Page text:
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A major bottleneck at a Chinese port is creating additional disruption to supply chains and global trade, two months after the Suez Canal blockage disrupted global shipping, including oil cargo routes.
The current situation at the Chinese port of Yantian Port is a “worrying” trend, the world’s largest container shipping company, Denmark-based A.P. Moller – Maersk, said on Thursday.
The port’s operations were disrupted several weeks ago because of a COVID-19 outbreak, creating considerable congestion of container ships bound out of China as Chinese exports are booming with global economies reopening.
“After a six-day stop on export containers, the Yantian Port Authorities have announced that productivity is gradually set to increase as more workers return and more berths reopen, but the damage has already been done,” Maersk said in a statement.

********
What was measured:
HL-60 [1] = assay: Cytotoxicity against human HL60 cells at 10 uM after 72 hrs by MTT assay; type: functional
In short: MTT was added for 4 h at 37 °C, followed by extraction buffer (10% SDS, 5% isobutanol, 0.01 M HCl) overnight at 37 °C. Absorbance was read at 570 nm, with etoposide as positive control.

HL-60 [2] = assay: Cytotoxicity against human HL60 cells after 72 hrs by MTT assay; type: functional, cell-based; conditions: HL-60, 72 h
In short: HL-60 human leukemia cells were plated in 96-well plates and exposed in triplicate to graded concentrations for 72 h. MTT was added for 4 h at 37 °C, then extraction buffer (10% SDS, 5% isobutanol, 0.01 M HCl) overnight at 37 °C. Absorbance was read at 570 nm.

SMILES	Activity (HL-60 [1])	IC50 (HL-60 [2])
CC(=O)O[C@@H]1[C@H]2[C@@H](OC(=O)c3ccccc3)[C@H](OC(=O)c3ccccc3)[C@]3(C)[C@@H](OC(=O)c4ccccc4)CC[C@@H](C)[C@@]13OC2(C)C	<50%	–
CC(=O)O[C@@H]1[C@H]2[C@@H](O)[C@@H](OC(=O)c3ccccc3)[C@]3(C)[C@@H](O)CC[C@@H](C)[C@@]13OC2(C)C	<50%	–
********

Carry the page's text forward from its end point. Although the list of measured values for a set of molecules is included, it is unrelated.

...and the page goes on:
“The trend is worrying, and unceasing congestion is becoming a global problem. Due to Covid-19 and a significant volume push since the end of last year, terminals are becoming global bottlenecks, be it at berths, yards or gating out cargo, and it’s continuing throughout the logistics chain – in the warehouses, the distribution centres – with numbers on the rise,” the company added.
The average waiting time at Yantian is “16 days and counting,” Maersk said on Wednesday.
Crude oil cargoes are not affected, but the disruption to supply chains, leading to high prices, is already evident and impacting inflation globally.
According to Yantian Port authorities, traffic could return to normal by the end of this month, Bloomberg reports.
The disruption in China is the second such shipping crisis this year, after the Suez Canal blockage stopped traffic on the important shipping chokepoint, including for crude and refined oil products, at the end of March. Back then, the skyscraper-sized containership Ever Given got stuck sideways in the canal. Analysts then estimated that as many 10 crude tankers carrying around 13 million barrels of oil were affected by the disrupted traffic in the Suez Canal.
By Charles Kennedy for Oilprice.com
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Charles is a writer for Oilprice.com